Despite rapid advances in the field of immuno-oncology that have transformed the cancer treatment landscape, many cancer patients are still left behind.1,2 Not every person has access to innovative therapies designed specifically to treat his or her disease. Many currently available immuno-oncology-based approaches and chemotherapies have brought long-term benefits to some patients — but many patients still need other therapeutic options.3

Pfiz­er’s Doug Gior­dano has $500M — and some ad­vice — to of­fer a cer­tain breed of 'break­through' biotech

So let’s say you’re running a cutting-edge, clinical-stage biotech, probably public, but not necessarily so, which could see some big advantages teaming up with some marquee researchers, picking up say $50 million to $75 million dollars in a non-threatening minority equity investment that could take you to the next level.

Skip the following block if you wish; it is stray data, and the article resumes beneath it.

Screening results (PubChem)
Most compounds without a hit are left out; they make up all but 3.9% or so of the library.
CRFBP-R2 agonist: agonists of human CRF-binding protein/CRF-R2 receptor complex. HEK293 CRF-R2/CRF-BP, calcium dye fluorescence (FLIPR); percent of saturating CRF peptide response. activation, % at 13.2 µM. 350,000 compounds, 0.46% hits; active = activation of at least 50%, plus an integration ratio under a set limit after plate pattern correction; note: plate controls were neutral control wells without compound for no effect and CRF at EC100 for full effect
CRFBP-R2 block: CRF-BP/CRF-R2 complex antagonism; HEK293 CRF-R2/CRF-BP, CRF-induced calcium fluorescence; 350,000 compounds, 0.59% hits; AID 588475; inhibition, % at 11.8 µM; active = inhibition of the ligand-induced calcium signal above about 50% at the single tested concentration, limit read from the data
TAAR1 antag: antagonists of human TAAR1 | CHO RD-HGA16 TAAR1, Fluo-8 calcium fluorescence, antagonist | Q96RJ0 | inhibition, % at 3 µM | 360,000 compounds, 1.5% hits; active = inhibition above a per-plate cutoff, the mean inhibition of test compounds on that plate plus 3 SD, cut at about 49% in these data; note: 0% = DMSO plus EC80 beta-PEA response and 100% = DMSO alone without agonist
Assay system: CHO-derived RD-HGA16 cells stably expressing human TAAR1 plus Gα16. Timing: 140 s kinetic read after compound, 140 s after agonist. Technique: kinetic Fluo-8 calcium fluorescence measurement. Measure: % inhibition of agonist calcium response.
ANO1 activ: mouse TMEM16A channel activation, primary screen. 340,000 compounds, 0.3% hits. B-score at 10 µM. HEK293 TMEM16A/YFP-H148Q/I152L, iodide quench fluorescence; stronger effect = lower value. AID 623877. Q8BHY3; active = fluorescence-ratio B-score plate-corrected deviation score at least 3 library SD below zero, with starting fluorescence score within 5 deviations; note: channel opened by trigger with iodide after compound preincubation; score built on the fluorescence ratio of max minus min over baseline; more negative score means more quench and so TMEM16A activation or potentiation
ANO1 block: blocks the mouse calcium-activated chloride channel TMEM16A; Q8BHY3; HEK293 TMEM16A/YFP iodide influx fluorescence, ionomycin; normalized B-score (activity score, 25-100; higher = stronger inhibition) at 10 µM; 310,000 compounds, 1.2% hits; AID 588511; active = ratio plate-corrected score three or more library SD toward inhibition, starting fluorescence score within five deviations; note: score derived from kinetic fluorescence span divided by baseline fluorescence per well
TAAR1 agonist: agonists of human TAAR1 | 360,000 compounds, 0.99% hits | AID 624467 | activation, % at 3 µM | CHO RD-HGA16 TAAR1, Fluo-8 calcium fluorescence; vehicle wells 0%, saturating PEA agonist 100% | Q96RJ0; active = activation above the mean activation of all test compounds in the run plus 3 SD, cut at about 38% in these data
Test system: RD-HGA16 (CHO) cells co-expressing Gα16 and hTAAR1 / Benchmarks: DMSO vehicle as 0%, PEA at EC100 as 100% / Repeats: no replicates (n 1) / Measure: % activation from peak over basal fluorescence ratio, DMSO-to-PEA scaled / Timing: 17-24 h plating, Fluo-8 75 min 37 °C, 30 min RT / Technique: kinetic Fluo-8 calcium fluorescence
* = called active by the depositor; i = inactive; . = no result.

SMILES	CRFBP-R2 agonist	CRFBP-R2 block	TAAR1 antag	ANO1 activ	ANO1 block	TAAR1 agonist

Doug Giordano might have some thoughts on how that could work out.

The SVP of business development at the pharma giant has helped forge a new fund called the Pfizer Breakthrough Growth Initiative. And he has $500 million of Pfizer’s money to put behind 7 to 10 — or so — biotech stocks that fit that general description.

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Ken Frazier, AP Images

Why Mer­ck wait­ed, and what they now bring to the Covid-19 fight

Nicholas Kartsonis had been running clinical infectious disease research at Merck for almost 2 years when, in mid-January, he got a new assignment: searching the pharma giant’s vast libraries for something that could treat the novel coronavirus.